August 1985. England wakes to the news of the White House Farm slayings. Five members of the same family killed in the one incident should have warranted more than a cursory look over and a quick summation of murder-suicide by Essex local police. White House Farm is a BBC First series, dramatizing the events of a crime that shocked the nation.
At the beginning of White House Farm each room is shown, empty of its former occupants which once gave the cluttered farmhouse life. Sheila aka ‘Bambi’ (Cressida Bonas) was the mother of two twin boys, a former model and the adopted daughter of local couple Nevill and June Bamber. As Sheila was known for being rather fragile with mental health issues, it is easy enough for the locals to believe that the young mother snapped one night when home from London. Perhaps Sheila became a killer because of the continued disapproval of her devoutly religious parents, or because Sheila no longer had the constant support of her former husband, the sweet natured Colin (Mark Stanley) and felt completely overwhelmed.
As is evident very soon to the newly transferred Detective Sergeant Stan Jones (Mark Addy), the theory of a murder-suicide doesn’t hold up. There was the odd timing of a late night phone call to Jeremy Bamber (Freddie Jones) from his father Nevill Bamber, and also its difficult to believe that a slightly built woman such as Sheila could have murdered four people without at least one of them running for help. DS Jones has a hard fight on his hands to convince his pig-headed superiors to let him investigate further before the bodies are cremated and the possibility of all future forensic discovery is forever lost.
The key relationship dramatized in White House Farm is masterfully nuanced. The funerals and the frenzied attention of the media exerts a toll on everyone and the assertion that Jeremy Bamber has the support of family and friends fails to convince. Jeremy and his seemingly vacuous girlfriend Julie (Alexa Davies) appear to have a very co-dependant partnership, but there is more to it. The character of Julie is a curious one, reactive as it is to the chameleon nature of her handsome boyfriend as he struggles to remain in control.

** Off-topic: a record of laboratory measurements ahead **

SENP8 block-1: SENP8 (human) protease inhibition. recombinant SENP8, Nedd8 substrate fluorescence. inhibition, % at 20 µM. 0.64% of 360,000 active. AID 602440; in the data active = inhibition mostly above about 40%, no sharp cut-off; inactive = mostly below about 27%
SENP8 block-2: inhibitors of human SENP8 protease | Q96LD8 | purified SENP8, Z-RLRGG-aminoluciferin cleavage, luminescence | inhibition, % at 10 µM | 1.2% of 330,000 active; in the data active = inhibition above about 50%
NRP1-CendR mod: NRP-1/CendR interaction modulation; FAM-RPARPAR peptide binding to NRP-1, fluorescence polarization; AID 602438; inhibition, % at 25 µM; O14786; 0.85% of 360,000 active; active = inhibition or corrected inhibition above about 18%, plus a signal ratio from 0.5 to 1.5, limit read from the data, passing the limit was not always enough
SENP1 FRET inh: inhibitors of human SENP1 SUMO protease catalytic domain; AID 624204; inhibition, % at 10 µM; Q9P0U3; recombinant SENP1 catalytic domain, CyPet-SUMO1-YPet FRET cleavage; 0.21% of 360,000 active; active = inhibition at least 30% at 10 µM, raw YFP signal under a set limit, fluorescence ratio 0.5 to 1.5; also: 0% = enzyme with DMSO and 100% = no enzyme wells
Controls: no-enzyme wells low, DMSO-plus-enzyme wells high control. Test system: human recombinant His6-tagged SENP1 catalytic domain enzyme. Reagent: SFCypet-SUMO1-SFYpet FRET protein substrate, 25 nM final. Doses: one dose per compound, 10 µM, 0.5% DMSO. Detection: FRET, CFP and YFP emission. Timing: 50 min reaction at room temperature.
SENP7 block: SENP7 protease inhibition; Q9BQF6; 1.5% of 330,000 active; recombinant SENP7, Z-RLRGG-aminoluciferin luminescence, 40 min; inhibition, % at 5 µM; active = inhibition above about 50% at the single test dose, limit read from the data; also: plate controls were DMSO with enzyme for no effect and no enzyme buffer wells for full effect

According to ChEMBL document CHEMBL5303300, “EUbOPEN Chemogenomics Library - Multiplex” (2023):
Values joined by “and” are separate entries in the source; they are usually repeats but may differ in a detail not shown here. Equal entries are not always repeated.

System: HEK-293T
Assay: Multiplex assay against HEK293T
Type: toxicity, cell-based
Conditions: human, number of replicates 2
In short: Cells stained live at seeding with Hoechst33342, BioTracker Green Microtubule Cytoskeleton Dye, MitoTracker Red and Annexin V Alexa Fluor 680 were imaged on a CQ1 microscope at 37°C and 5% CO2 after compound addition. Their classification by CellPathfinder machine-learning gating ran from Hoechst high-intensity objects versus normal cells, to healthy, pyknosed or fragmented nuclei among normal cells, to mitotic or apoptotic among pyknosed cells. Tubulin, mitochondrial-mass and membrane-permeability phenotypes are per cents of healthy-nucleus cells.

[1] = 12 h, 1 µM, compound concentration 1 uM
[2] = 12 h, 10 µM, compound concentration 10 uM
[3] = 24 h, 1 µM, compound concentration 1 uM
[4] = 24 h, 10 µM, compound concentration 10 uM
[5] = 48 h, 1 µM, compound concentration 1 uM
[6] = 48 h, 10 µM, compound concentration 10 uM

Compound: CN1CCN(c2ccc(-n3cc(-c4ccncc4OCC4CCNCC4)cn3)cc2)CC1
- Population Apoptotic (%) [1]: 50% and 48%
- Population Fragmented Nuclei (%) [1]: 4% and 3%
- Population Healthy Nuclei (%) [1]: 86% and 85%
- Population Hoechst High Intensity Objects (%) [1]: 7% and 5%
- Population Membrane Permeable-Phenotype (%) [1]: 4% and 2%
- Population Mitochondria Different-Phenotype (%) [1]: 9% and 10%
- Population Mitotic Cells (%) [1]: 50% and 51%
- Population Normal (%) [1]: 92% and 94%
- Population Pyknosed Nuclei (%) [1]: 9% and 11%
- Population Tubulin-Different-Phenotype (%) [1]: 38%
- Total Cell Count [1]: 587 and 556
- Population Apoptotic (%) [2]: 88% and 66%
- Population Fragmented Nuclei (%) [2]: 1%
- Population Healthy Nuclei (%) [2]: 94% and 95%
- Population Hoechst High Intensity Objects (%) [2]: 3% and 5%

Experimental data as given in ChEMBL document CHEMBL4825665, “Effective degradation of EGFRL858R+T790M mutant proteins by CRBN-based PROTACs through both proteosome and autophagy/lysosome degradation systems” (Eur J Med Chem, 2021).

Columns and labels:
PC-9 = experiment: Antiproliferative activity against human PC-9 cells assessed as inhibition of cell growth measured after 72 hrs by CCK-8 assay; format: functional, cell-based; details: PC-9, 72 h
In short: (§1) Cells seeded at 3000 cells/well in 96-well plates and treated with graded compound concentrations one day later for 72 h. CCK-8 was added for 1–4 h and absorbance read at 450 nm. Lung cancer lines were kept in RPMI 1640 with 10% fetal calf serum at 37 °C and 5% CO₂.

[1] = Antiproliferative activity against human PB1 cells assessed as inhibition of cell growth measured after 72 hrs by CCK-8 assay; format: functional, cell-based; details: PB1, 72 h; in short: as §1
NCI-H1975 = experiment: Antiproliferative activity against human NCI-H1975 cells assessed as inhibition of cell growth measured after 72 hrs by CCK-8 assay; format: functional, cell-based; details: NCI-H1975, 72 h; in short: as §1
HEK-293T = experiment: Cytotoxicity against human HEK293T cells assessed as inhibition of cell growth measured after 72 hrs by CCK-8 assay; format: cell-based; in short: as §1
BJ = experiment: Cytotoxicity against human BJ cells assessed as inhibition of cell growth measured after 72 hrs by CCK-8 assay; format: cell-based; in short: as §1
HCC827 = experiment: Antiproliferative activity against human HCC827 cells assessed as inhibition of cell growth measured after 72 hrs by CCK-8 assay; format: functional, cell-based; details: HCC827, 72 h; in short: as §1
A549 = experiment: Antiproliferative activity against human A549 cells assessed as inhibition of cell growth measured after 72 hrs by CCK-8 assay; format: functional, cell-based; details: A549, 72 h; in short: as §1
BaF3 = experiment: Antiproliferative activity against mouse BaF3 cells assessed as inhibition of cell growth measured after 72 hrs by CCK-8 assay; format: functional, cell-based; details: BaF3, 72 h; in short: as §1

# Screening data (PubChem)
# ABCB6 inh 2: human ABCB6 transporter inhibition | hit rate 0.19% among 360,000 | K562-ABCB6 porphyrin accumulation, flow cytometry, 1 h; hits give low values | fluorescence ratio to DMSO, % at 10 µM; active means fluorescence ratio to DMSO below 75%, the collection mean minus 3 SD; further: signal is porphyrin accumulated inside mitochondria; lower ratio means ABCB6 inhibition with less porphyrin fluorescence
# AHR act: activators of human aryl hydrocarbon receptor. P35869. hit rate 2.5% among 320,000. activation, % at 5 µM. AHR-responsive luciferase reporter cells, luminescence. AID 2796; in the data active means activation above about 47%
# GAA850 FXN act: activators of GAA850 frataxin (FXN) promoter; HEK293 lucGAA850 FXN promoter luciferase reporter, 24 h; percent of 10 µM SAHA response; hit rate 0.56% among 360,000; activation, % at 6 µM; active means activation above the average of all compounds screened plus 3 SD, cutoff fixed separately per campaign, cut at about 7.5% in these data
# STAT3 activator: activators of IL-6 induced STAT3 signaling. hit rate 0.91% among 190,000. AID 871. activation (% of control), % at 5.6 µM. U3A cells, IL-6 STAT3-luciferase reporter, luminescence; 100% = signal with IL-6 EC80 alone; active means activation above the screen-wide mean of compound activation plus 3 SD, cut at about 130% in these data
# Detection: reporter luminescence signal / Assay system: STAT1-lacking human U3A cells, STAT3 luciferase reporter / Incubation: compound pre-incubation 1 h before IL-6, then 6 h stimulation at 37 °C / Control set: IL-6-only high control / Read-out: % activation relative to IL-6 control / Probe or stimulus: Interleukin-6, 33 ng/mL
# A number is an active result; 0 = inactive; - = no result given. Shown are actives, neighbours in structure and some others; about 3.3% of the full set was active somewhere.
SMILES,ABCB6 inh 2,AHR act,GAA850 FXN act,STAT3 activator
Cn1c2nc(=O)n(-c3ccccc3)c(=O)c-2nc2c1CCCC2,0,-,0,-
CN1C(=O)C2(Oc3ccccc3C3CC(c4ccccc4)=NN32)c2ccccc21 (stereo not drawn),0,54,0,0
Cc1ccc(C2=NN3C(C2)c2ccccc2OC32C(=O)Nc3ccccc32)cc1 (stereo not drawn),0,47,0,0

The standout performance of White House Farm is that of British actor Freddie Jones as the effortlessly charming Jeremy Bamber (who was 25 years old at the time of the killings). The rest of the cast are no slouches either, and you might find yourself desperately trying to place where you have seen some of the supporting cast before. Gemma Whelan (who played Yara Greyjoy magnificently in Game of Thrones) is the pragmatic Ann Eaton, niece to the Bambers. Ann cannot believe how far off the mark the investigation is, and doggedly pushes back on the reluctant police in every way she can.
Some of the characters we are clearly supposed to heap our suspicions upon immediately and the scripting around them could hardly be any more obviously designed to illicit those reactions. It may be that life is never as fascinating as fiction, and a closing scene between the detective and Julie as she sells her story to the press is a curiously flat way to end the series.
White House Farm is absorbing television and recommended to anyone who likes to watch true crime documentaries as well as to those who love their British police procedurals. The real life stills of the defiant face of Jeremy Bamber are chilling to google, and the re-enactments of these exact moments in time can be identified as you watch White House Farm. If you were around in the 1980’s or otherwise vaguely recall hearing about the White House farm killings, watching this series may give you a certain amount of satisfaction as to how the case was eventually closed.
White House Farm is a six part series now streaming on FOXTEL on Demand.
Other reviews you might enjoy:
- Cardinal S4 (SBS on Demand) – streaming review
- Deadwater Fell (FOXTEL on Demand) – streaming review
- Unsolved Mysteries (Netflix) – streaming review
Andy is a Perth based reviewer who has been moderating online book clubs and working with not-for-profits roughly a bazillion years. Andy contributes to The Blurb on books, streaming TV, movies and various other shiny things she picks up. She is also a bit obsessed with podcasts.